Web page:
After a rapid succession of clearances, the proposed merger of Rhode Island Hospital and Miriam Hospital is all but official.
The Federal Trade Commission in April had launched an inquiry into the union of the two largest hospitals in Providence, R.I., on antitrust grounds. But on July 21, the FTC informed the hospitals that it wouldn't oppose the consolidation.
Last week the state Health Services Council, an advisory panel to the Rhode Island Department of Health, recommended approval to the department's director. The two institutions said they're ready to consolidate once they get formal approval from Health Director Barbara DeBuono, M.D.
Also last week, the trustees of Miriam Hospital and the corporators of Rhode Island Hospital ratified the consolidation, said a spokeswoman for the merger. That plan involves creating a not-for-profit parent company with each hospital as a wholly owned subsidiary electing an equal number of directors to the parent board.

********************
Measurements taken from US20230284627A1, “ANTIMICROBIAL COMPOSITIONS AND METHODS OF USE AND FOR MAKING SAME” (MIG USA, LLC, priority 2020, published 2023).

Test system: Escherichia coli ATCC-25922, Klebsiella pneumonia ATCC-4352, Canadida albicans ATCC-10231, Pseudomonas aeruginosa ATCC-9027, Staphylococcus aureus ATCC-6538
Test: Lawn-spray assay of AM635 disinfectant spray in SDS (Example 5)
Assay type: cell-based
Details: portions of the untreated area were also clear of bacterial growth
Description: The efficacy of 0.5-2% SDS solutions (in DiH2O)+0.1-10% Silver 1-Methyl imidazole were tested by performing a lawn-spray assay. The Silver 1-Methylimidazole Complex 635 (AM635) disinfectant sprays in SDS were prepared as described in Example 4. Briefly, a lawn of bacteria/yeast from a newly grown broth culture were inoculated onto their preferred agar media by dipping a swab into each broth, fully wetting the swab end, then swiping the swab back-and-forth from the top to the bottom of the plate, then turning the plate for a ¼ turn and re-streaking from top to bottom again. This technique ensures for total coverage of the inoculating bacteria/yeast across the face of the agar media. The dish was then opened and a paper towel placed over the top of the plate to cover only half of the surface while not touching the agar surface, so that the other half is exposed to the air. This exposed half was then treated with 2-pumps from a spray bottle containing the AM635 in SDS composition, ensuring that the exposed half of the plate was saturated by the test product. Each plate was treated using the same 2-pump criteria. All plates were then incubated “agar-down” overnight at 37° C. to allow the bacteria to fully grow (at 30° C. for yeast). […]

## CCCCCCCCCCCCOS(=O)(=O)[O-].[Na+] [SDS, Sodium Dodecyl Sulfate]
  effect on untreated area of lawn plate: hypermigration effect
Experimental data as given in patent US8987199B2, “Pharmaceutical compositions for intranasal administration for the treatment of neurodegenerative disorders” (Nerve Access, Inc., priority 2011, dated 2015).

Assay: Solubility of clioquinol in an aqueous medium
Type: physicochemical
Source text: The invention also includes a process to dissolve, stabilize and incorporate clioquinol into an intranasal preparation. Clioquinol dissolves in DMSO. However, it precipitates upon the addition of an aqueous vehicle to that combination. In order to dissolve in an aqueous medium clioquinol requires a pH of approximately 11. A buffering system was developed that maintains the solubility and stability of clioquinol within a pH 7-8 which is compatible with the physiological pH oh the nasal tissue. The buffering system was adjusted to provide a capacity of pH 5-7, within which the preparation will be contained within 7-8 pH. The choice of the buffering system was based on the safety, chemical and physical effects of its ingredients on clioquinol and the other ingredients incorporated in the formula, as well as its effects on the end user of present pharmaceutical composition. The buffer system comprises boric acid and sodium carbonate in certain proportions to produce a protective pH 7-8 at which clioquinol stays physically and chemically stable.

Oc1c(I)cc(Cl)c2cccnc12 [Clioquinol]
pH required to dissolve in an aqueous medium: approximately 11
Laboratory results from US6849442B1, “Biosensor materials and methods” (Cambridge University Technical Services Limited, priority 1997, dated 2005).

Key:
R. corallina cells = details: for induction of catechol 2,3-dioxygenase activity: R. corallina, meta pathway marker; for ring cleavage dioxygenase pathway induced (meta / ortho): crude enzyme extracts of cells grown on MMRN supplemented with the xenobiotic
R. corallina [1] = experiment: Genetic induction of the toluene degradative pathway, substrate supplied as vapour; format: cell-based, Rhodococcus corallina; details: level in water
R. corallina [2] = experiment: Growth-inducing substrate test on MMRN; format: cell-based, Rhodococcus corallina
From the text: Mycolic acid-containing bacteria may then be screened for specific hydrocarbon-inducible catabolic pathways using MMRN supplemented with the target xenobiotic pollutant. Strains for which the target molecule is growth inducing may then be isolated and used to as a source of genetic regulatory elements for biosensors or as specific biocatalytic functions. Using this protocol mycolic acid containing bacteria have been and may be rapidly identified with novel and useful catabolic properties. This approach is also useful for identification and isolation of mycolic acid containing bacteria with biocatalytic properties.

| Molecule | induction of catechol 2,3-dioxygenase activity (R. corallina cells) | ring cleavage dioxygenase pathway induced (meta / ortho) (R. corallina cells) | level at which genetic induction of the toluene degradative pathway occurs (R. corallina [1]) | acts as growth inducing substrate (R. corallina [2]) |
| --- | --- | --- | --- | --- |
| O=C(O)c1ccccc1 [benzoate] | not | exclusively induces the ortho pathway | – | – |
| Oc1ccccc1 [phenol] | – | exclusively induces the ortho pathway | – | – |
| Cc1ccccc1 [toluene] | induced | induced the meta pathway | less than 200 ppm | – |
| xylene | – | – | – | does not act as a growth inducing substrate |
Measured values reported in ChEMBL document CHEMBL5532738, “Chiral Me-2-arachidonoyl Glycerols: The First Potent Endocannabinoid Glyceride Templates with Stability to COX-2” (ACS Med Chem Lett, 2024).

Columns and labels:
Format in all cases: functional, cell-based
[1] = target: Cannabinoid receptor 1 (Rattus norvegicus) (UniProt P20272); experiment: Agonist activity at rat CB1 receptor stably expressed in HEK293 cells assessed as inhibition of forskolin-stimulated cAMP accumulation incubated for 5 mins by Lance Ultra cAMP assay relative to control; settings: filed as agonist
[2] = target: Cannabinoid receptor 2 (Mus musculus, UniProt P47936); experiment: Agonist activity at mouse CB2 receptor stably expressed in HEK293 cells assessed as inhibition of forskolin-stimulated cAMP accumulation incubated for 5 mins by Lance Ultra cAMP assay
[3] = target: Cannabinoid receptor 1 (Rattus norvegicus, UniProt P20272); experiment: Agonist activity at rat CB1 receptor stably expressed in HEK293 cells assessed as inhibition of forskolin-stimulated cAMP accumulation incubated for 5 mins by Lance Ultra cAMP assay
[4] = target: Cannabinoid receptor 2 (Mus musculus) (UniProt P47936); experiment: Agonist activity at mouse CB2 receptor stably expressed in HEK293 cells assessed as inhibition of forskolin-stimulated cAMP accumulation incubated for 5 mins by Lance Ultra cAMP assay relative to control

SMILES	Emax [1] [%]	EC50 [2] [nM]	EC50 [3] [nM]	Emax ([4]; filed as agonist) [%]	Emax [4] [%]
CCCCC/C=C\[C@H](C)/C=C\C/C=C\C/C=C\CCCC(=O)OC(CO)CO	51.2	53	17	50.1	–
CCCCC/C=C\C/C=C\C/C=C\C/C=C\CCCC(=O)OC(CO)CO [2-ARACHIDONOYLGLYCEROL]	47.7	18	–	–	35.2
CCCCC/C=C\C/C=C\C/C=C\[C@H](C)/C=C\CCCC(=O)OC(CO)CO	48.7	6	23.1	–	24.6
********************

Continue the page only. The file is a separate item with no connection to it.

The 18 board members of the new system, which will be called Lifespan, are conducting a national search for a system president and chief executive officer. Both counterparts at the member institutions-William Kreykes at Rhode Island and Steven Baron at Miriam-will be considered, the spokeswoman said.
The two-hospital union, proposed late last December, is the first step in building an integrated healthcare network and enhancing the ties with Brown University School of Medicine in Providence, spokespersons said.
Together, the two acute-care hospitals control nearly half the staffed beds in Providence and nearly 20% of hospital beds in the state.